Turpentine: This is produced by steam distillation of pine gum, and consists mostly of carbon-ring compounds called turpenes. Pine gum contains about 68% solid rosin, 20% turpentine, and 12% water. Turpentine has a strong, characteristic odor, but its physical properties are very similar to mineral spirits, which has largely replaced it as a solvent. Turpentine is more chemically reactive, and will discolor upon long exposure to light or to air. Its vapors can cause respiratory irritation as well as dizziness, headache, and other signs of CNS depression. It is a strong skin irritant, and can cause severe allergic reactions after repeated contact.

Lacquer thinner: Lacquers are usually made by dissolving a cellulose derivative in a suitable solvent, though modern formulations may include alkyd resin, natural rosin, or other dissolved solids. Lacquer thinner uses about 30% esters and ketones as the active solvent, diluted with aromatic and aliphatic hydrocarbons. The ester, ketone, and aromatic content makes these solvents very volatile and relatively toxic, so they should be used only when needed and not as a general substitute for mineral spirits when thinning liquids or cleaning brushes.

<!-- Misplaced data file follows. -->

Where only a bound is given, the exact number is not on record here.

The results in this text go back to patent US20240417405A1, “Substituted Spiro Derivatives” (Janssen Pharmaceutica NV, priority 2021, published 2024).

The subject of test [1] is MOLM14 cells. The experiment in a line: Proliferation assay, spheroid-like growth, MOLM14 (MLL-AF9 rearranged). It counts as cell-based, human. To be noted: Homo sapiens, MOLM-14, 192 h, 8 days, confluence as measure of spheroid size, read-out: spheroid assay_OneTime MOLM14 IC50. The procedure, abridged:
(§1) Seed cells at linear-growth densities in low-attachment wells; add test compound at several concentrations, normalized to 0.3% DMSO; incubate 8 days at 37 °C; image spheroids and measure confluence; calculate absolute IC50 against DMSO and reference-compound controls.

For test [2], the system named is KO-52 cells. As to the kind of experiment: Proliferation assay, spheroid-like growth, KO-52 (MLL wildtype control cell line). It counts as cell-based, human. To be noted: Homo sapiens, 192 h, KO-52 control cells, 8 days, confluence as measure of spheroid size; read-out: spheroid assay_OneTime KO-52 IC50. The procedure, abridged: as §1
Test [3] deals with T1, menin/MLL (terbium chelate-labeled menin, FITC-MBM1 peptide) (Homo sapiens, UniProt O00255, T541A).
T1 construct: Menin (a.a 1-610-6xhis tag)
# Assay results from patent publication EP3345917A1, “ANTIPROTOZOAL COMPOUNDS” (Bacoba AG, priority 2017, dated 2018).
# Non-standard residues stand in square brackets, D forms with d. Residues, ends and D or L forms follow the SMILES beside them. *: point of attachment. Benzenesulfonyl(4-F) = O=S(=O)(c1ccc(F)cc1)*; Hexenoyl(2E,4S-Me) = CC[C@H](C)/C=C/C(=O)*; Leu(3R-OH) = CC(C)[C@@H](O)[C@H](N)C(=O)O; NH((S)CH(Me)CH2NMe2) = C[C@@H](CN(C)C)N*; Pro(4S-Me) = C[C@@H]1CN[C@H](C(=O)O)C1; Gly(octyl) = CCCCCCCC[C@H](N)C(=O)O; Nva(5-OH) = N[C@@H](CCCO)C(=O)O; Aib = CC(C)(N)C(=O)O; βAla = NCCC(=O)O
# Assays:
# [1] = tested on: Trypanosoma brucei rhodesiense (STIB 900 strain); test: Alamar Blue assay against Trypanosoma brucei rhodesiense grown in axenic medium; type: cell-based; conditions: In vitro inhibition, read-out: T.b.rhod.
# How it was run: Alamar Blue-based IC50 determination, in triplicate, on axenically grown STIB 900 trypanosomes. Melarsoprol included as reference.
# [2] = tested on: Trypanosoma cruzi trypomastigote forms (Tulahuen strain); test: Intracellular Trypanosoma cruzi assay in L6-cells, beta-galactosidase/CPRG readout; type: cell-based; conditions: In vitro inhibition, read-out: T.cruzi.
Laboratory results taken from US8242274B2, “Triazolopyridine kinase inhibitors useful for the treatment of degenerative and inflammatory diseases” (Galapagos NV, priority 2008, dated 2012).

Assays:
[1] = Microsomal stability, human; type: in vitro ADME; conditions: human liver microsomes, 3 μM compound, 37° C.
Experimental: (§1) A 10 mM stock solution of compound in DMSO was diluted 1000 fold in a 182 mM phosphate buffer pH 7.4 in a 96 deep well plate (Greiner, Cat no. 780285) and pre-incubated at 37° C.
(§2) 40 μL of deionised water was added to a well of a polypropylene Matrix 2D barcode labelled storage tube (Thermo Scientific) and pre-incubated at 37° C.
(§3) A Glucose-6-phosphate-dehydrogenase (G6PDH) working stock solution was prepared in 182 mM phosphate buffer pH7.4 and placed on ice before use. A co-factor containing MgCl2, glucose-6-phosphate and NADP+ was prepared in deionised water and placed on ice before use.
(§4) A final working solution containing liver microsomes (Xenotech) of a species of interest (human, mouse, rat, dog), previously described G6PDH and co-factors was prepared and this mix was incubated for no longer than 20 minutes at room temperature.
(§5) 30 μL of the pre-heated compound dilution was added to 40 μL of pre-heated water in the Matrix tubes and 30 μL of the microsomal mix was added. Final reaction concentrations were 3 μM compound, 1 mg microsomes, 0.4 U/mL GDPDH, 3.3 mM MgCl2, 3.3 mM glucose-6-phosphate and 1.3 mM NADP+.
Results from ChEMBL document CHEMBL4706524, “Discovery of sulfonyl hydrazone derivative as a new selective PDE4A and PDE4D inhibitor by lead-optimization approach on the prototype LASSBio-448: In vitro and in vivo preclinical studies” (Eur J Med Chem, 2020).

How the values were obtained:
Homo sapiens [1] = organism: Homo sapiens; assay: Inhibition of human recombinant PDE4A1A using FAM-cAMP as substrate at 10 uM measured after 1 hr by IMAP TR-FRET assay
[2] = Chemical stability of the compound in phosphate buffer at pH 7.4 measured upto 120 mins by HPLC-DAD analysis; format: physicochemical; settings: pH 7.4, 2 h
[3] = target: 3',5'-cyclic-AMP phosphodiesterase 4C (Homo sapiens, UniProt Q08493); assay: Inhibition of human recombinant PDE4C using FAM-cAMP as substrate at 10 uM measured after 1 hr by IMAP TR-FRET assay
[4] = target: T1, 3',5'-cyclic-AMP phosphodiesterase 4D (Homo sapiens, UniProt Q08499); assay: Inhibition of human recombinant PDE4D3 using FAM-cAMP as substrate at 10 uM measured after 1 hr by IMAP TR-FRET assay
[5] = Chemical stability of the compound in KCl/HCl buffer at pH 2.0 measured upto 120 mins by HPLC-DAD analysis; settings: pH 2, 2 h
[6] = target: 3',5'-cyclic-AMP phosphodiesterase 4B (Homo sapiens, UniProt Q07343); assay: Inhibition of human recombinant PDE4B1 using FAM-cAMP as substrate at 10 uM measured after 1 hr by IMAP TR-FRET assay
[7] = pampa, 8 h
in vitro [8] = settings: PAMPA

-George Mustoe
Excerpted from articles in Fine Woodworking #41 and #92

Disposing of solvents responsibly

As woodworkers, we use solvents and finishing products that end up as hazardous wastes, so it’s important to keep abreast of environmentally responsible waste-disposal methods. The Code of Federal Regulations (Title 40-Protection of the Environment) defines hazardous waste and establishes reportable quantities for releases of certain chemicals. However, these laws don’t apply to most woodworkers because they use such small amounts of organic compounds, such as solvents.